Unless you have been underneath a rock, involved in prolonged “quality time” with your significant other for the past day (and if so, congrats!), you probably heard about the mess surrounding Jason Grimsley.
Could this investigation, and Grimsley’s own admission, turn him into the Alexander Butterfield of Human Growth Hormones (HGH) in baseball?
Grimsley has played for several teams in his career: the Phillies, the Indians, the Royals, the Angels, the Yankees, the Orioles, and is currently with the Diamondbacks. The affidavit (warning: link to pdf file) blacks out player’s names. His major league career started in 1989, and his stints with the Indians and Yankees include playoff teams with big hitters. Could he the smoking gun to more information about this whole steroids silliness or will it just highlight the problems with the testing in baseball? You know it is only a matter of time before those names come out. Tick-Tock. Look at the teams he played for and thing of some of the names that could come up.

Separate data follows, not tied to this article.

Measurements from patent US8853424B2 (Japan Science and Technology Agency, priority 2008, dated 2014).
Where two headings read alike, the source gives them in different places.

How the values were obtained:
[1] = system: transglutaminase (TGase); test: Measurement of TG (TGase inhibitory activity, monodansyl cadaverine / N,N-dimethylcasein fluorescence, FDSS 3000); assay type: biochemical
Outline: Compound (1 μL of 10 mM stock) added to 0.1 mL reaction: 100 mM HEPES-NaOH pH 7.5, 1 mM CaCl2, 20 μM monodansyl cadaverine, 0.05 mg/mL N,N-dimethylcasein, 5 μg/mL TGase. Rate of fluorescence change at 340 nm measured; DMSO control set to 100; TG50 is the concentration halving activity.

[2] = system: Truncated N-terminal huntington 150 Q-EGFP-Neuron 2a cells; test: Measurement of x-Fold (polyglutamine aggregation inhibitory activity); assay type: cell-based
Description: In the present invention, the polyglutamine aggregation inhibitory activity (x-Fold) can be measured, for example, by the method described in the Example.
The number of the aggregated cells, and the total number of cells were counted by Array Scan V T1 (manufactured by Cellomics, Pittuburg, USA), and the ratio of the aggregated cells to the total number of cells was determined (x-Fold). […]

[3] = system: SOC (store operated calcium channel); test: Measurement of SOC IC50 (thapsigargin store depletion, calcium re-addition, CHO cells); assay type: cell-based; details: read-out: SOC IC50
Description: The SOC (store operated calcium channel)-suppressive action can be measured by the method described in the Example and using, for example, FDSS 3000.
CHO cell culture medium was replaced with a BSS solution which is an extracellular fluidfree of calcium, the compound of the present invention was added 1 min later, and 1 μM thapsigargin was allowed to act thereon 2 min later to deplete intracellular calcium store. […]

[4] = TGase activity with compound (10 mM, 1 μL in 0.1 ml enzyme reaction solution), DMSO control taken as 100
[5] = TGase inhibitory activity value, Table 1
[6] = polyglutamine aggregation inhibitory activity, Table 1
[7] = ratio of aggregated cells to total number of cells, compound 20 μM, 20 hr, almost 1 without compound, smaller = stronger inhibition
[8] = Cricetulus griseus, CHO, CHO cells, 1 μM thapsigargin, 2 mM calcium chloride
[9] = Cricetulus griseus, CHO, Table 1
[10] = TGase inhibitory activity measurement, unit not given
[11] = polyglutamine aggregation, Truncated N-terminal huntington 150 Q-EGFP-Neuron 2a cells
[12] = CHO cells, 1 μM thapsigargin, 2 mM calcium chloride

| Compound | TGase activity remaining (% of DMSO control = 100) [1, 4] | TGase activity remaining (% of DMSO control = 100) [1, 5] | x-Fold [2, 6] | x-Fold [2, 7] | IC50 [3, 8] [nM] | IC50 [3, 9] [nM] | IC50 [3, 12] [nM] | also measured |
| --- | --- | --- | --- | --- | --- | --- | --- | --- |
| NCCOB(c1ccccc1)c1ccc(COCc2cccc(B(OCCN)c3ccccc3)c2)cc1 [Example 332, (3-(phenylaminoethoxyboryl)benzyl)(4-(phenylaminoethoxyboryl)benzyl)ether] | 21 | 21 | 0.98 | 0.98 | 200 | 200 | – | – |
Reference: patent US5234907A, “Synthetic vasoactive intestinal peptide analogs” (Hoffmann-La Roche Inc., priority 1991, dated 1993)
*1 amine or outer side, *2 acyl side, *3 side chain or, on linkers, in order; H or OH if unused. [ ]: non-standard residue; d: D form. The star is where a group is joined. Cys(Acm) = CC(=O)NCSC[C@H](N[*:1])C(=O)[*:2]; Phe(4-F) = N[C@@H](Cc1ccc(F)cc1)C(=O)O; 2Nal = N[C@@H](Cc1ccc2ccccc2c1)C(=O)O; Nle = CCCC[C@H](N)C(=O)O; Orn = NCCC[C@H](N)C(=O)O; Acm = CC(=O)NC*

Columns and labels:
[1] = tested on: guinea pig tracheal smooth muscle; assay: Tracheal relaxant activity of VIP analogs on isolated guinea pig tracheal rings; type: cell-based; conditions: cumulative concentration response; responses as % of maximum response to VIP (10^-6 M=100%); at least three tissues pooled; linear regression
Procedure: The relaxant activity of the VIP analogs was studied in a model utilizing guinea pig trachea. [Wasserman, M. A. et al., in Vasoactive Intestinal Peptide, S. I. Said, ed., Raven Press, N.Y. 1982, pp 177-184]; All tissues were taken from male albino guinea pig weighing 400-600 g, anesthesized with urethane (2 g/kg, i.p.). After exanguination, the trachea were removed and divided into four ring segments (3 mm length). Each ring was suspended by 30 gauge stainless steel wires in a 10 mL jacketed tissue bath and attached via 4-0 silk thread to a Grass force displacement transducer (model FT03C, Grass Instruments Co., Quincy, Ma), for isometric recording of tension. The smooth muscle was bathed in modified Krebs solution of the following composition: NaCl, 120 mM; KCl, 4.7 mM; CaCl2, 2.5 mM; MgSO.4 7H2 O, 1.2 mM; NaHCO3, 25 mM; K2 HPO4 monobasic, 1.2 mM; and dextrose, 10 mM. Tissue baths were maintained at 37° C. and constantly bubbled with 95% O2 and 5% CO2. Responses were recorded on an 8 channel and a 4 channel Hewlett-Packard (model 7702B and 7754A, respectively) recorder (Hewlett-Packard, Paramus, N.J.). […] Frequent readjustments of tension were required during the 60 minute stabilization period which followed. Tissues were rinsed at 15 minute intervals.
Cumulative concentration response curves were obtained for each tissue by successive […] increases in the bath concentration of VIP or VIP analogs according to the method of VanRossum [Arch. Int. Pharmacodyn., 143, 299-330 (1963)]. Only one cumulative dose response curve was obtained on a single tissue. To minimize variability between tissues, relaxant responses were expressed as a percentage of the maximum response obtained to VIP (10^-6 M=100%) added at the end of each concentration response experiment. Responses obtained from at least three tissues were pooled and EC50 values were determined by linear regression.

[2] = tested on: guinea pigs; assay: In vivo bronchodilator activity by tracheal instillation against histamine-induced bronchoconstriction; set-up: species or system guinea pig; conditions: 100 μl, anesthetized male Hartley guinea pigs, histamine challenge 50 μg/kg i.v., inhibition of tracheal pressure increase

MLB currently, from my limited fan knowledge, has no testing in place for HGH.
But Grimsley’s tie to the Indians is not just being on the team during the late 90’s hey days. During the 1994 season, Albert Belle‘s corked bat as taken for examination. Yep, he was the player the scooted through the air ducts in Comiskey Park and switched Bell’s confiscated bat with Paul Sorrento‘s non-corked bat.
Phillie fans should remember Grimsley. Not only did he set a major league record by throwing wild pitches in nine straight appearances, he also was the bait the Phillies used to get Curt Schilling from the Astros.